At the Butter Lane Cupcake Class that I participated in last week, I was placed with the group who prepared vanilla cupcakes. The thing that I appreciated the most about our teacher Joe was that he started out by saying that cake is one of the easiest things to make – approximately 80% of cake recipes start out the same. I can “do” easy :-)! I am simply going to go through the Vanilla Cupcakes recipe and share some tips that I picked up from Joe regarding how to make vanilla cupcakes from scratch.
“Food is like fashion,” I told my husband and sons as we sat down to eat this macaroni and cheese dish. After their blank stares showed me that they had no idea what I was talking about, I elaborated. “See, the basic macaroni and cheese recipe that I have is like my black wrap dress. It can taste differently every time that I prepare it…just like my dress looks different every time that I wear it because I add different accessories or wear something over it or under it.
I have owed Michael a lemon meringue pie since last July. Michael did not get as much of results of the first lemon meringue pie recipe that I had made in July as everyone else in the family, so I promised that I would make him one. While I was pleased with the other lemon meringue pie, it was just too much work! When Michael recently mentioned that he wanted â€œhisâ€? pie before the end of the summer break, I tried to talk him out of it by offering him something else.
Muck Rack makes it simple to find people, tweets, or articles that mention any name, keyword, company, hashtag etc. We've compiled this guide to help you make the most of your search.
Selecting a term
Start searching tweets, articles from media outlets, articles mentioned in tweets, journalists'
names, titles and bios with some suggested searches:
Companies or Topics (e.g. iPhone, Microsoft)
Phrases (e.g. "cloud computing") — use quotes to keep the terms together
Twitter handles (e.g. @username) — returns those who have mentioned or replied to
Names (e.g. "David Pogue")
Hashtags (e.g. #sxsw, #london2012)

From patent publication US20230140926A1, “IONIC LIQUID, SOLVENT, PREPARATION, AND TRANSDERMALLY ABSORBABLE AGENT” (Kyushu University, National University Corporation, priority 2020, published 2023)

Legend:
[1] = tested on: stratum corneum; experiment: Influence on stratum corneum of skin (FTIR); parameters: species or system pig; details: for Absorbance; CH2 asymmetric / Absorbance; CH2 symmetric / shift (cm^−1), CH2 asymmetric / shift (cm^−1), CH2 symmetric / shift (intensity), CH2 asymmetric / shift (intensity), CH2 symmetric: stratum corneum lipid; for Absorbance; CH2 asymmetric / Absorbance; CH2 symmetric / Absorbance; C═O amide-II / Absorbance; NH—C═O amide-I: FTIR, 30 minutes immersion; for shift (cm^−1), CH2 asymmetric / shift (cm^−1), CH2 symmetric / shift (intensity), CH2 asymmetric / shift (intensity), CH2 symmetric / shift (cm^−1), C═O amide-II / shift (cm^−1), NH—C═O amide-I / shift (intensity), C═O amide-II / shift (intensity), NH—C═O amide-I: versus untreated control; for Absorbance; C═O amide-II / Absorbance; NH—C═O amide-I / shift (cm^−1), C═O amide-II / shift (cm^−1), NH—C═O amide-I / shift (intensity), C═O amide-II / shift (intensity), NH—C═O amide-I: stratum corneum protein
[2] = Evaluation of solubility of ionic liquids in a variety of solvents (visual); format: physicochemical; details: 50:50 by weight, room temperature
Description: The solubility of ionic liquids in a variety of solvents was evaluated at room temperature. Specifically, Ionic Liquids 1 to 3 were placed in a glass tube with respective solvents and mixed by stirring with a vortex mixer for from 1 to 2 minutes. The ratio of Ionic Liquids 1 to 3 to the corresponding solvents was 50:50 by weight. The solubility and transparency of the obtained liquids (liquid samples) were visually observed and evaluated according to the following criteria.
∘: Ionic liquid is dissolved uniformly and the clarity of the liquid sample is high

Bio details (e.g. vegan, Olympics, father)
Muck Rack's Advanced Search allows for many boolean operators.
Find results that mention multiple specified terms, use AND or
+. For example, ensure each result contains both Elon Musk and Mark Zuckerberg by
searching Obama AND Romney or Obama + Romney.
Use the operators OR or , to broaden your search when you'd like either of
multiple terms to appear in results. (This is the default behavior of our search when no operators
are used.) For example, search for democrat OR republican to find results that refer to
Democrats and/or Republicans.
Use NOT or - to subtract results from your search. For
example, searching Disney will yield results about the Walt Disney Company as well as Walt Disney
World Resort. To exclude mentions of Disney World, search for Disney -World or Disney
When using one of these operators with a phrase, enclose it in quotation marks. For example, you can
find results about smartphones excluding Apple's iPhone 4S by searching smartphone -"iPhone
Exact case matching or punctuation
If you're searching for a brand name or keyword that relies on specific punctuation marks or capitalization, you can
find results that match your exact query by adding matchcase: before the keyword you're searching for, like matchcase:E*TRADE .
Use parentheses to separate multiple
boolean phrases. For example, to find journalists talking about having fun in Disney World or
Disneyland, search for ("disney world" OR disneyland) AND fun.
An asterisk can be used to search for any variation of a root word truncated by the asterisk. For example, searching for admin* will return results for administrator, administration, administer, administered, etc.
A near operator is an AND operator where you can control the distance between the words. You can vary the distance the near operation uses by adding a forward slash and number (between 0-99) such as strawberries NEAR/10 "whipped cream", which means the strawberries must exist within 10 words of "whipped cream".